Logistics: Logistics consist of the flow of goods and services both into and out of an organization. It consists of transportation, inventory management, warehousing and storage, and packaging.

The 4Ps of international marketing are: product, place, price, and promotion

  1. Place : Canadian products sold outside of Canada must usually be modified to adapt to the culture, language, or laws of the foreign market. These modifications usually occur in the following areas: packaging: weights, colours, and legal labelling and language requirements, Ingredients, and Style.
  2. Place

Centralized strategy: is a marketing strategy in which all of a company’s manufacturing and marketing is performed in one location.

Decentralized strategy: marketing strategy in which a company sets up a manufacturing plant in another nation, or hires a sales force there, or even licenses its brand to a local manufacturer, rather then performing all manufacturing and marketing in one location.

E-commerce: the use of the Internet by businesses to sell products and services to customers in a much larger areas than could be reached through a traditional retail location; using e-distribution, any business anywhere in the world can be an international business.

Sales agent: an individual hired and paid a commission by a company to market its product to potential buyers and distributors, often in a foreign country.

Trade show: a collection of manufacturers and distributors of similar products who rent space, set up display booths, and sell to registered buyers seeking products for their retail businesses.

Branch plants: building and staffing a branch plant is the most expensive market entry strategy but could be the most effective. The 3 major advantages to owning a branch plant in a foreign country are: shipping costs are lower, import regulations and tariffs are not an issue, product modifications are easier.

Licensing agreement: is a contract giving someone the right to use a patent or trademark. Manufacturers pay the owner of the trademark a fee, usually a royalty, which is a percentage of the sale of the licensed product.

3 types of licensing agreements:

Manufacturing agreements: the rights to manufacture product , Distribution agreements: the rights to sell a product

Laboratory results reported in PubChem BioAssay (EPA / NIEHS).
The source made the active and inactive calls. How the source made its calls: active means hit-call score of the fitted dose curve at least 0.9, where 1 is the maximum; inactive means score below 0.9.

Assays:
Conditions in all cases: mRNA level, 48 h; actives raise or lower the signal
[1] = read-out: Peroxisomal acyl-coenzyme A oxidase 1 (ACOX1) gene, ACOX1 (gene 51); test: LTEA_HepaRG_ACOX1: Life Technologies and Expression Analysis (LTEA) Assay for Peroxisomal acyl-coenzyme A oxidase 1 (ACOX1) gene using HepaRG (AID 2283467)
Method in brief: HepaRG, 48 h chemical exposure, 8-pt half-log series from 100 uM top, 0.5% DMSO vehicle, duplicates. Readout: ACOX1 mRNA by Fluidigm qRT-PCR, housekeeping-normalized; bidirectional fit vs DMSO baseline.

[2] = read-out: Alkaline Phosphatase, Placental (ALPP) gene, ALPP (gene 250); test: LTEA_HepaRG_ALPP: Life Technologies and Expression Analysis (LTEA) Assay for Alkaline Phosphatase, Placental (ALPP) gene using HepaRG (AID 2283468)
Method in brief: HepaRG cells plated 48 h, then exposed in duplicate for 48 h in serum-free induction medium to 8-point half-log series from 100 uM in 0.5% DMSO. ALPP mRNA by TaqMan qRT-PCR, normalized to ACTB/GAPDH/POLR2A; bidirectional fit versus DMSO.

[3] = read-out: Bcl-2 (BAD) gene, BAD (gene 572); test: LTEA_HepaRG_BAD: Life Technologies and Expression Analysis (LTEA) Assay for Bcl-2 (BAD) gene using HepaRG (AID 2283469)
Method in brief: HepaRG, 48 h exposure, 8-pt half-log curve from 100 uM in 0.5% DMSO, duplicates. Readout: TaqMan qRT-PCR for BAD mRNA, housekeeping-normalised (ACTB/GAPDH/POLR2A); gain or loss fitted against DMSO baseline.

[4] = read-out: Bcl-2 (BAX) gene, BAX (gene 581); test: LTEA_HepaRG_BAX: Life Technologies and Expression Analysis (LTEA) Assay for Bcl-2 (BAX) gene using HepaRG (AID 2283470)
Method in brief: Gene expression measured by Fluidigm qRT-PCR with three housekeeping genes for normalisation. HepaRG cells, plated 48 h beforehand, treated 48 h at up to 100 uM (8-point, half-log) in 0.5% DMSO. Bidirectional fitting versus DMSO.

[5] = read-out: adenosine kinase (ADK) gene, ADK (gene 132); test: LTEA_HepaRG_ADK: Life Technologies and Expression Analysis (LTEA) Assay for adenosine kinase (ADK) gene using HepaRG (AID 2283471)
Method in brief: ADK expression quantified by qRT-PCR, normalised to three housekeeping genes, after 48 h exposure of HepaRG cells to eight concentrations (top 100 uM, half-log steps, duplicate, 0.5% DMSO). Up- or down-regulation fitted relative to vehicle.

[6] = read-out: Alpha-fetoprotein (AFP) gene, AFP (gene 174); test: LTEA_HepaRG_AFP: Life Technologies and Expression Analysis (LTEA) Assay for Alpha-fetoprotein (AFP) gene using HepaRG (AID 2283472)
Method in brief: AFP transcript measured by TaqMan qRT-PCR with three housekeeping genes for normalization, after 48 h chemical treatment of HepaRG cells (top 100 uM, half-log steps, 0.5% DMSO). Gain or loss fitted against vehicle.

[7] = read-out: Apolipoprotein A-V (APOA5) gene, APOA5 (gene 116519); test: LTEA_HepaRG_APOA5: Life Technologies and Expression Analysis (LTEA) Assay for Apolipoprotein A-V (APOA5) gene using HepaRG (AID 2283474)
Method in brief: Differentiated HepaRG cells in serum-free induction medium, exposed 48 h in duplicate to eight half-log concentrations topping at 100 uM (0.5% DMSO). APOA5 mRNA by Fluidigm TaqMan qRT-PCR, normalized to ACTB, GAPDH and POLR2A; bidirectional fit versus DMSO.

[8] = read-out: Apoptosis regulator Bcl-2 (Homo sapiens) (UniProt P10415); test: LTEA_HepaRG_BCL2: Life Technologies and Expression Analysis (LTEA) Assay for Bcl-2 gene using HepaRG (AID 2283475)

Franchising agreements: grants the ownership of a manufacturing or distribution company to a local franchisee.

Acquisitions: the most effective way for a company to deal w/ competition in a foreign or domestic market is to buy the company it competes w/, then close it or use its marketing connections to expand its market.

  1. Price

Companies that use a centralized market entry strategy find that they must increase the price of their product when selling in foreign markets. Sometimes the price of their product increases to the point that it is no longer competitive. These increases in prise arise because of added expenses in the following areas:

Labour costs: Labour in foreign countries is often much cheaper than in Canada. Shipping costs: The cost to ship goods long distances must be factored into their price

Duties and tariffs: Some countries charge a tax on imports to protect local industries  Legal costs: Modifications to conform to standards in a foreign market can be expensive.

  1. Promotion

There are 3 ways to promote and advertise products when selling in a foreign market:

Use existing ads: saves money, but markets must be similar, Translate ads: Replicating an ad campaign another language is difficult , Create new ads: Expensive, but the internet has made customizing promotions much easier

After a company has decided on its product, price, place, and promotion, it must ensure that there is enough demand for its product.

Demand involves 2 factors (often referred to as the 2 CS of international marketing): consumers and competition

  1. Consumers

A business must determine its target market. This is the segment of the consumer market to which a particular good is targeted. Target markets are typically defined by demographics information, which is statistical data about various aspects (age, gender, etc.) of the population.

Canadian businesses, wanting to sell abroad must avoid ethnocentrism, the belief that your own culture, values, beliefs, and customs represent the right way of doing things, and that other value systems are not important.

Ways to avoid ethnocentric thinking:  Visit the country you want to include in your marketing plan, read country profiles, offer your product on the Internet

Discretionary income: is the money remaining from an individual’s salary or wages after all essential living expenses, including rent and groceries have been paid.

  1. Competition : Similar products that already exist in a foreign market are a major marketing problem. There are 2 types of competition:

Direct: businesses that provide products or services that are almost identical to those offered by the company are direct competitors.

Indirect: consumers in every country have a certain amount of discretionary income, and regular spending habits. Any product that vies for consumers spending money is competition.

Competitive advantage: In marketing, the ability of the company to produce a product more cheaply than another company.